250

      125

      0

      0 2 4 6 8 10 12

      Span to Depth Ratio (a/d)

      Fig:6:Variation of Ultimate Load Vs Span to Depth ratio.

      1500

      1375

      1250

      ultimate load N

      1125

      1000

      875

      750

      625

      500

      375

      250

      125

      0

      Variation of ultimate load of Vs Deflection

      Vf=0 Vf=0.5 Vf=1.0

      Vf=1.5

      Vf=2.0

      0 50 100 150 200 250 300 350 400

      Deflection (X0.001)mm

      Fig:8:Variation of Ultimate Load Vs Deflection

      Variation of ultimate load Vs Deflection

      1500

      1375

      1250

      ultimate load N

      1125

      a/d=5

      a/d=8

      a/d=11

      1000

      875

      750

      625

      500

      375

      250

      125

      0

      From these figures it is seen that with the increase a/d ratio the ultimate load in flexure is found to decrease.

      The variation of flexural stresses with the number of variables is observed to be more or less same as that with the first crack and ultimate loads. How ever their variation gets increased with the increase in a/d ratio.

      0 50 100 150 200 250 300 350 400

      Deflection (X0.001) mm

      Fig:9:Variation of Ultimate Load Vs Deflection

      From the Fig.7, load-deflection variations studied in this investigation it is seen that with the increase in rice husk ash content up to more or less optimum content, the curves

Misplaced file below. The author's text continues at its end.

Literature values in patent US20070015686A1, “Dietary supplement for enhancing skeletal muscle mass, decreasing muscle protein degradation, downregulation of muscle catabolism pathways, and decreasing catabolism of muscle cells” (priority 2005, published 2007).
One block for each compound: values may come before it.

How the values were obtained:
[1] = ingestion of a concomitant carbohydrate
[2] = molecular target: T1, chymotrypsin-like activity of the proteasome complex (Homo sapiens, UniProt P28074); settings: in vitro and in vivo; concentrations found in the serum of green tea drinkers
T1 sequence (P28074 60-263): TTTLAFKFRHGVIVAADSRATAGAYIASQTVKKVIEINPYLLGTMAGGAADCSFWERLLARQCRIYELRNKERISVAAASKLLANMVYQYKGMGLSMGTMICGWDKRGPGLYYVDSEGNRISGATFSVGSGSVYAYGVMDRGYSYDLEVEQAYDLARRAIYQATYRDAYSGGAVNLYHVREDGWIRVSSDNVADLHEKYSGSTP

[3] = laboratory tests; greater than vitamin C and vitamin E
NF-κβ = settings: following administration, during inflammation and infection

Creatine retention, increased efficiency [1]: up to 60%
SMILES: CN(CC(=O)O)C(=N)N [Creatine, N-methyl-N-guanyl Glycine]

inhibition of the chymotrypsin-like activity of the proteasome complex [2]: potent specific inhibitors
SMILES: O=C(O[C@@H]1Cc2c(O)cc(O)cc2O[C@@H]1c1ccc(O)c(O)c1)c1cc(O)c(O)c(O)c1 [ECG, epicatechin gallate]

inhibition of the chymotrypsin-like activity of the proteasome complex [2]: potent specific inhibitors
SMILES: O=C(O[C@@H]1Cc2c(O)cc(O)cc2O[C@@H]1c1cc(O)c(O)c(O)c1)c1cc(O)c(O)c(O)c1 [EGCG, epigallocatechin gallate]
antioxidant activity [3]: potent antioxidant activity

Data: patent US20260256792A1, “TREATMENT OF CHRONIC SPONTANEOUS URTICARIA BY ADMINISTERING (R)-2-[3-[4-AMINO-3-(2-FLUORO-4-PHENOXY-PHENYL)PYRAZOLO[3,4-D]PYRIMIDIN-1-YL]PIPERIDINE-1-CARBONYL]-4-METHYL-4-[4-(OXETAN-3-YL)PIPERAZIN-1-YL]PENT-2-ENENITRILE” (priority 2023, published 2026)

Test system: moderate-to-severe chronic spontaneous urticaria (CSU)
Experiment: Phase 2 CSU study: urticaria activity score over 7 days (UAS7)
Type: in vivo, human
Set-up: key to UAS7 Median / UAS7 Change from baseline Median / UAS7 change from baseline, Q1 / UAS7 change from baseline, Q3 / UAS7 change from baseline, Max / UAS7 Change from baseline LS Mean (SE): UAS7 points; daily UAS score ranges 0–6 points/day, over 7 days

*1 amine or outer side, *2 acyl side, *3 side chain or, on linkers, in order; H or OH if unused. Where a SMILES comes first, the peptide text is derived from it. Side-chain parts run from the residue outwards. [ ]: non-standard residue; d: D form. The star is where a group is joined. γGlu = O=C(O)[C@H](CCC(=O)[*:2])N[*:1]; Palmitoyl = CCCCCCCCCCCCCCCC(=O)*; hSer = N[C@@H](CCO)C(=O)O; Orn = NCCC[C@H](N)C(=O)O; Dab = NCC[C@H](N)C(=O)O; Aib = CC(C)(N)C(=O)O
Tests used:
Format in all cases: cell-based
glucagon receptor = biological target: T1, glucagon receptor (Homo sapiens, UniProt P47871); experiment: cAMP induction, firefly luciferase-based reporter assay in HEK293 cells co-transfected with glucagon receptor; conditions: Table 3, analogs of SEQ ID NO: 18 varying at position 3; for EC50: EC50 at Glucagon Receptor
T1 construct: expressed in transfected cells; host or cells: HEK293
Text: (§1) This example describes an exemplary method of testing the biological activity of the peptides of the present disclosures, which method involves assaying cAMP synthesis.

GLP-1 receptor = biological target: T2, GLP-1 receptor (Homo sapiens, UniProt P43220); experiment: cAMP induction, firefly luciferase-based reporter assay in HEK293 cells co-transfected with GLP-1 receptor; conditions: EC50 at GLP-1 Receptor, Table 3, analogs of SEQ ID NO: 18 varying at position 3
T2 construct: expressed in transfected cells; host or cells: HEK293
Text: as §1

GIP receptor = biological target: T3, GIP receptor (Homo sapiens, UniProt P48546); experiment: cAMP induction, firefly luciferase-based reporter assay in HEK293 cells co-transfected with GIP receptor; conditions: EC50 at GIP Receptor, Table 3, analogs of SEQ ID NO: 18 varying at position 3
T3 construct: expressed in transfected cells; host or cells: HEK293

were observed to become steeper and steeper and afterwards the curves were showing reverse trend.

      From the Fig.8, it is seen that with the increasing volume percentage of fibres the P- variation is increasing up to optimum content and there after the variation gets decreased. Besides from Fig.9 with the increase in a/d ratio, the curves are found to become flatter and flatter. From this it is also observed that with the increase in number of wire mesh layers, the P- variation also gets increased.

      Finally energy absorpted by the ferro cement specimens have been calculated as the area under P- diagrams. Sample diagram is presented in Fig:10.

      Y =-1.99045+445.85987 X+0 X2

      M /f -bd2 = 0.000257 +0.000653 ar + 0.001168 Vf + 0.000522 a/d 2.8X10-5 Pz —————(2)

      u cu

      Regression coefficient: 0.941, S.D=0.000589

      Where

      Mcr = Cracking moment or First crack moment, Mu = Ultimate moment,

      cu

      f – = Compressive strength of cement mortar cube for 28

      days curing,

      b = Breadth of the specimen, d = Depth of the specimen,

      375

      Ultimate load N

      250

      125

      0

      R2=0.99873

      Area=159.375 N-mm N=1,Vf=0,a/d=8,RHA=5%

      0.0 0.2 0.4 0.6 0.8 1.0

      Deflection mm

      Fig:10 Area under the Ultimate Load Vs Deflection (Energy absorbed by the specimen)

      ar = Ratio of area of contact of hexagonal chicken mesh wire layer to the unit

      plan area of wire mesh layer, Vf = Volume percentage of fibres, a/d = Span to depth ratio,

      S.D = Standard deviation.

      From these equations generally it is possible to calculate Mcr and Mu values for known values of ar ,Vf and a/d and for the type of chicken mesh adopted in this investigation and for the type of crimpled steel fibres used in this investigation,